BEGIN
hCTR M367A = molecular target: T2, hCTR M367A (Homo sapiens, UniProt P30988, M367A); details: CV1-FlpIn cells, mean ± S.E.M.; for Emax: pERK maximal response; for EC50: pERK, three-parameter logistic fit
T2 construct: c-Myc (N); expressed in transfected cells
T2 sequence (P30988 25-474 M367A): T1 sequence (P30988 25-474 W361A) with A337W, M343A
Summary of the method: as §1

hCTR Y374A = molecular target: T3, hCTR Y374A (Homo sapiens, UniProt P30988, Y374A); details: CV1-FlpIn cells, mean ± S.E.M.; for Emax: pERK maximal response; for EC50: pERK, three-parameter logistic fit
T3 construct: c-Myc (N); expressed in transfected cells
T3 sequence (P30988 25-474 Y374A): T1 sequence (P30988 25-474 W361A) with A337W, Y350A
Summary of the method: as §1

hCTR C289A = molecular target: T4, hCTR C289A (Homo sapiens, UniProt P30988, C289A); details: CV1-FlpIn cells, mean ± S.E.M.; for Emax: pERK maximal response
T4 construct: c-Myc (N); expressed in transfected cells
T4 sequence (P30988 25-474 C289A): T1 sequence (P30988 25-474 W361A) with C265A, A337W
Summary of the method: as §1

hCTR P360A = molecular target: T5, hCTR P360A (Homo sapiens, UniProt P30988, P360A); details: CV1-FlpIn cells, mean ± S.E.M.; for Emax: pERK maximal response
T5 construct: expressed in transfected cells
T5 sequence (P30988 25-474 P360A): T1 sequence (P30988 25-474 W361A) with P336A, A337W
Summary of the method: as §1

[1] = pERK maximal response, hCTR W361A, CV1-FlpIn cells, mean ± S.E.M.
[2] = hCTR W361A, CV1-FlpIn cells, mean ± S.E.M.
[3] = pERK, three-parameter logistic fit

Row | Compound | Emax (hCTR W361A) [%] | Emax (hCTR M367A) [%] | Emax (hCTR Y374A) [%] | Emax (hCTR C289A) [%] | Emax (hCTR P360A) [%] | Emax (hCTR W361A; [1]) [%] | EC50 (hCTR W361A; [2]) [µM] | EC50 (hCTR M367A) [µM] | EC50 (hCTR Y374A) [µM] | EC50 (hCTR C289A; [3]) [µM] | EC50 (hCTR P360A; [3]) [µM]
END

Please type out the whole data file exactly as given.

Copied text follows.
hCTR M367A = molecular target: T2, hCTR M367A (Homo sapiens, UniProt P30988, M367A); details: CV1-FlpIn cells, mean ± S.E.M.; for Emax: pERK maximal response; for EC50: pERK, three-parameter logistic fit
T2 construct: c-Myc (N); expressed in transfected cells
T2 sequence (P30988 25-474 M367A): T1 sequence (P30988 25-474 W361A) with A337W, M343A
Summary of the method: as §1

hCTR Y374A = molecular target: T3, hCTR Y374A (Homo sapiens, UniProt P30988, Y374A); details: CV1-FlpIn cells, mean ± S.E.M.; for Emax: pERK maximal response; for EC50: pERK, three-parameter logistic fit
T3 construct: c-Myc (N); expressed in transfected cells
T3 sequence (P30988 25-474 Y374A): T1 sequence (P30988 25-474 W361A) with A337W, Y350A
Summary of the method: as §1

hCTR C289A = molecular target: T4, hCTR C289A (Homo sapiens, UniProt P30988, C289A); details: CV1-FlpIn cells, mean ± S.E.M.; for Emax: pERK maximal response
T4 construct: c-Myc (N); expressed in transfected cells
T4 sequence (P30988 25-474 C289A): T1 sequence (P30988 25-474 W361A) with C265A, A337W
Summary of the method: as §1

hCTR P360A = molecular target: T5, hCTR P360A (Homo sapiens, UniProt P30988, P360A); details: CV1-FlpIn cells, mean ± S.E.M.; for Emax: pERK maximal response
T5 construct: expressed in transfected cells
T5 sequence (P30988 25-474 P360A): T1 sequence (P30988 25-474 W361A) with P336A, A337W
Summary of the method: as §1

[1] = pERK maximal response, hCTR W361A, CV1-FlpIn cells, mean ± S.E.M.
[2] = hCTR W361A, CV1-FlpIn cells, mean ± S.E.M.
[3] = pERK, three-parameter logistic fit

Row | Compound | Emax (hCTR W361A) [%] | Emax (hCTR M367A) [%] | Emax (hCTR Y374A) [%] | Emax (hCTR C289A) [%] | Emax (hCTR P360A) [%] | Emax (hCTR W361A; [1]) [%] | EC50 (hCTR W361A; [2]) [µM] | EC50 (hCTR M367A) [µM] | EC50 (hCTR Y374A) [µM] | EC50 (hCTR C289A; [3]) [µM] | EC50 (hCTR P360A; [3]) [µM]